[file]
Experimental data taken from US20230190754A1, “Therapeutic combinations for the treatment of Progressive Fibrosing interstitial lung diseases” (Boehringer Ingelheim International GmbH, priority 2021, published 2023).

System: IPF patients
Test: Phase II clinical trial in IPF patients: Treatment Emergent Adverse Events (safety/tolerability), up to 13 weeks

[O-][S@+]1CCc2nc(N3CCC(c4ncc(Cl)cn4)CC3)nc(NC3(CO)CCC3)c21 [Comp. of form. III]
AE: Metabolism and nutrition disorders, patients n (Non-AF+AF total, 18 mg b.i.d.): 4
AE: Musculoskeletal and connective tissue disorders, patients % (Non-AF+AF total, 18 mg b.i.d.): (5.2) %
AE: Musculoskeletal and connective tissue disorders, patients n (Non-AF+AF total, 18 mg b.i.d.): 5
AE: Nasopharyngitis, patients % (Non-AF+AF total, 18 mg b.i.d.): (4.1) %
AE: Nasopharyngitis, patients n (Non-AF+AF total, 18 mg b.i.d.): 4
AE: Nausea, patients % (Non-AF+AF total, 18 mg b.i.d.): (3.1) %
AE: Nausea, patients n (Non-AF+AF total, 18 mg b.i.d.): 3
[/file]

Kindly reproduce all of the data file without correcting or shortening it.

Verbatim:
Experimental data taken from US20230190754A1, “Therapeutic combinations for the treatment of Progressive Fibrosing interstitial lung diseases” (Boehringer Ingelheim International GmbH, priority 2021, published 2023).

System: IPF patients
Test: Phase II clinical trial in IPF patients: Treatment Emergent Adverse Events (safety/tolerability), up to 13 weeks

[O-][S@+]1CCc2nc(N3CCC(c4ncc(Cl)cn4)CC3)nc(NC3(CO)CCC3)c21 [Comp. of form. III]
AE: Metabolism and nutrition disorders, patients n (Non-AF+AF total, 18 mg b.i.d.): 4
AE: Musculoskeletal and connective tissue disorders, patients % (Non-AF+AF total, 18 mg b.i.d.): (5.2) %
AE: Musculoskeletal and connective tissue disorders, patients n (Non-AF+AF total, 18 mg b.i.d.): 5
AE: Nasopharyngitis, patients % (Non-AF+AF total, 18 mg b.i.d.): (4.1) %
AE: Nasopharyngitis, patients n (Non-AF+AF total, 18 mg b.i.d.): 4
AE: Nausea, patients % (Non-AF+AF total, 18 mg b.i.d.): (3.1) %
AE: Nausea, patients n (Non-AF+AF total, 18 mg b.i.d.): 3